Flashcards in Infectious Disease Deck (40)
What is HIV and when was it first recognised?
Human immunodeficiency virus
When has treatment for HIV been available since?
How many people are living with HIV now worldwide?
37 million people
How many people are living with HIV in the UK now? How many are undiagnosed?
How many new diagnoses of HIV are made each year in the uk?
6000 a year, mainly 20-39 year olds
What is the mortality of HIV if diagnosed late when CD4 count is less than 100?
8% at 1 year
What is the mortality rate of HIV when diagnosed early, when CD4 count is more than 200?
0.5% mortality at 1 year
What is normal CD4+ T cell levels and what is it when opportunistic infections arise?
When should you be tested again for HIV if risk of exposure?
Test when exposed and 3 months after
Who should be routinely tested for HIV?
Men who have sex with men
IV drug users
Anyone with another STI/partner has STI
From a country of high prevalence or partner from that country
Indicators for HIV testing?
Any opportunistic infection
Name the 5 most common opportunistic infections
Pneumocystis jirroveci pneumonia (PCP)
What is seroconversion illness also called?
Acute HIV syndrome
Similar to glandular fever
Can drop CD4+ counts low enough to get infections
What is the commonest opportunistic infection in the UK?
Pneumocystis Jirroveci pneumonia
Signs and symptoms of PCP pneumonia? Treatment?
Subacute insidious onset of breathlessness, fever, cough
Treatment= co-trimoxazole +/- steroids
May be latent and reactivated when immunocompromised
Space occupying lesion in brain
Treated with sulfadiazine and pyrimethamine
AIDS associated cancer
Vascular tumour of spindle cells -> dark red pigmented lesions
Skin and viscera
Driven by co-infection with HHV-8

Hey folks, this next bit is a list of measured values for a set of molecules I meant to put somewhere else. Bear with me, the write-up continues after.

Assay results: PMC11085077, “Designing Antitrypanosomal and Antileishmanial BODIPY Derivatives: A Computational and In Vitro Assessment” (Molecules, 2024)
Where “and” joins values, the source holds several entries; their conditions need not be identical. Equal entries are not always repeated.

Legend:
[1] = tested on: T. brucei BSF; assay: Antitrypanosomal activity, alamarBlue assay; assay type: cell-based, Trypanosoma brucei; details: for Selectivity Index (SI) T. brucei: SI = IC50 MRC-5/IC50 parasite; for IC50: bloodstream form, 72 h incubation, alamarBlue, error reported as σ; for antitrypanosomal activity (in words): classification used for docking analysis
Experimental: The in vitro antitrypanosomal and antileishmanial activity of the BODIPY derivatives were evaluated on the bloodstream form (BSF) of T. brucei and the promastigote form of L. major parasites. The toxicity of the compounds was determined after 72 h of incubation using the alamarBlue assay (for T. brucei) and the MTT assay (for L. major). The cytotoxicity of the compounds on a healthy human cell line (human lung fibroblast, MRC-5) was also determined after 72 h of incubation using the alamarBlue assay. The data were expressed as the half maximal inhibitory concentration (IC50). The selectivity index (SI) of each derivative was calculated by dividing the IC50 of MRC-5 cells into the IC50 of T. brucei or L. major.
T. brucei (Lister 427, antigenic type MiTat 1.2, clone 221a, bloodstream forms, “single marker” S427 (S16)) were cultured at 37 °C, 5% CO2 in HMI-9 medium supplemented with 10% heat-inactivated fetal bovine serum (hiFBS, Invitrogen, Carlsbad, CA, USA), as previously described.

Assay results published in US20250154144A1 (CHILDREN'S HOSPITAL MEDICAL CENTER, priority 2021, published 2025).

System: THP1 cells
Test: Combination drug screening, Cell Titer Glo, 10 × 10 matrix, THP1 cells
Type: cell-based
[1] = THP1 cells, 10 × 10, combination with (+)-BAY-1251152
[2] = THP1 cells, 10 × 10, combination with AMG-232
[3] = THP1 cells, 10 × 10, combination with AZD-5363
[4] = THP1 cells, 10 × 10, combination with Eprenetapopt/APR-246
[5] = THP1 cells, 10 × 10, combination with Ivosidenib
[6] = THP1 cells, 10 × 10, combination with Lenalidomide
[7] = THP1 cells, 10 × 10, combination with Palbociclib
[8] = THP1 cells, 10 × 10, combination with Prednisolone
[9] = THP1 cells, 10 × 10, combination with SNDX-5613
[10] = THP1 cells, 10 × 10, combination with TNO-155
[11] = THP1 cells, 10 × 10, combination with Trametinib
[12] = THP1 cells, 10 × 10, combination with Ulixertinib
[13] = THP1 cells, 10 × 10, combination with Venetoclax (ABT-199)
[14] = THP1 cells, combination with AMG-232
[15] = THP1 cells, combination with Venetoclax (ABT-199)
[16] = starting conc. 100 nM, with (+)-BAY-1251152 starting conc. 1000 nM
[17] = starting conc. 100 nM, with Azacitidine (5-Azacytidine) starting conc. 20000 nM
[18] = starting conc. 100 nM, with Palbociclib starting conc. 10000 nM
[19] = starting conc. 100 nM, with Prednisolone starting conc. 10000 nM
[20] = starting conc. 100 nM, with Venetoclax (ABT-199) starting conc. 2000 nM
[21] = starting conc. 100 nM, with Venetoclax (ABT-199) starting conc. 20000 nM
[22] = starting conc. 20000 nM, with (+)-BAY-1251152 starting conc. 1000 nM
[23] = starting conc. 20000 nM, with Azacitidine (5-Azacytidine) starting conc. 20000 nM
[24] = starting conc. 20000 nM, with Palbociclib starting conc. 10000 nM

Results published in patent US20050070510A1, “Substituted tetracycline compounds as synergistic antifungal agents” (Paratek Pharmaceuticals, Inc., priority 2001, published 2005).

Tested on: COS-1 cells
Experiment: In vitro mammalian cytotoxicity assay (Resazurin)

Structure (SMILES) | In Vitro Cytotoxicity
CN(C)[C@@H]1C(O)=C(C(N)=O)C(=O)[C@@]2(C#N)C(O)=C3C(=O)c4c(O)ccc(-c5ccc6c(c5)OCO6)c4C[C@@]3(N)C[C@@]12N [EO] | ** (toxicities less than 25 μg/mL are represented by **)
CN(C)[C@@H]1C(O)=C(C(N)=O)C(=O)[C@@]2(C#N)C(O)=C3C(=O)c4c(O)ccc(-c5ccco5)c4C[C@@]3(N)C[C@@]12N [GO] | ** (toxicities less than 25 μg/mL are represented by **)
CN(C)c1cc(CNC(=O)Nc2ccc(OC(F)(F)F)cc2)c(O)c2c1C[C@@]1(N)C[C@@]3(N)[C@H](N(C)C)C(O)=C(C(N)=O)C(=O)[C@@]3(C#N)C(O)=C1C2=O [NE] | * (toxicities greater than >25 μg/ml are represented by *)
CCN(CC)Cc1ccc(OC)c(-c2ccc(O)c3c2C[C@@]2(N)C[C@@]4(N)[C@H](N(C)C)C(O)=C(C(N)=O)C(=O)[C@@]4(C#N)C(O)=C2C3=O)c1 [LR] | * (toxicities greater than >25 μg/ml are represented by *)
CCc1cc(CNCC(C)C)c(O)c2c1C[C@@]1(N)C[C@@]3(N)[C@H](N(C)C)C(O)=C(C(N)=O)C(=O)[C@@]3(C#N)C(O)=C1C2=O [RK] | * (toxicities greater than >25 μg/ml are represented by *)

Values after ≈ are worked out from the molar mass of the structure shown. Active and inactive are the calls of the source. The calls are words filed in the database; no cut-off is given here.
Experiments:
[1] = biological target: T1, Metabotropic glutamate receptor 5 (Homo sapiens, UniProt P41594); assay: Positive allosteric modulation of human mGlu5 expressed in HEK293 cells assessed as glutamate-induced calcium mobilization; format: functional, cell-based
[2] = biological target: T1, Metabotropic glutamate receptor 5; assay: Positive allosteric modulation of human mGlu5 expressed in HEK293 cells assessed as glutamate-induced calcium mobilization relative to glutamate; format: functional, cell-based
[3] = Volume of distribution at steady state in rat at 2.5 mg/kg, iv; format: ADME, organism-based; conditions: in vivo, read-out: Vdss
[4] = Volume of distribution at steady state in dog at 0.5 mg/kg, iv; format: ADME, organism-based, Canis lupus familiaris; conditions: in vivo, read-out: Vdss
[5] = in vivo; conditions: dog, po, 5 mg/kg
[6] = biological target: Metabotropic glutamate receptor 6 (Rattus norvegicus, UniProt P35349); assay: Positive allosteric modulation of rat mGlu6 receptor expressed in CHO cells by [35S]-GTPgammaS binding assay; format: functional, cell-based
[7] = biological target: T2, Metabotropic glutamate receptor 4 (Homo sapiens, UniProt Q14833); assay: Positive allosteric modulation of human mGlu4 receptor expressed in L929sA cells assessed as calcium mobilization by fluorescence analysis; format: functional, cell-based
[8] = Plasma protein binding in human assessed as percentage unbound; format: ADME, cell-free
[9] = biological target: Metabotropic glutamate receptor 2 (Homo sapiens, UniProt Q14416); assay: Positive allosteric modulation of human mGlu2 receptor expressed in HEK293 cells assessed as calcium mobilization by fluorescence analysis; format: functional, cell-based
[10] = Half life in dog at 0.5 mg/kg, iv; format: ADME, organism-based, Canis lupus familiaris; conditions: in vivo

What is the most common complication of HIV worldwide?
Who should be giver ART?
All people with HIV at any CD4+ count
-> prevents onward transmission, extends life and improve health
What is PrEP and who should be on it?
Anyone at substantial risk of HIV
(serodiscordant couples, sex workers, injecting drug users, men who have sex with men/transgender women, transgender people, prisoners)
What is a community acquired infection?
An infection contracted outside of a healthcare setting, or present
Why is it important to know if an infection is community or hospital acquired?
Different organisms and resistance patterns
Community cases are a potential marker for developing outbreaks
What is the most common community and hospital acquired cause for pneumonia?
Comm: Strep pneumonia
Hosp: Gram -ve E.coli/Klebsiella
What is the most common community and hospital acquired cause for meningitis?
Comm: Strep pneumonia
Hosp: Gram -ve E.Coli/Klebsiella
What is the most common community and hospital acquired cause for UTI?
Hosp: E. coli
What are the main infective organisms for hospital acquired infections?
Gram -ve E.coli and Klebsiella
What are the 2 main infective organisms for community acquired infections?
Signs and symptoms of meningitis
Headache, neck stiffness, photophobia
CSF raised WCC and raised protein
Meningeal enhancement on CT
Rash (in neisseria meningitis)
What is the most common cause of meningitis in the young versus old
Viral in young
meningococcal if older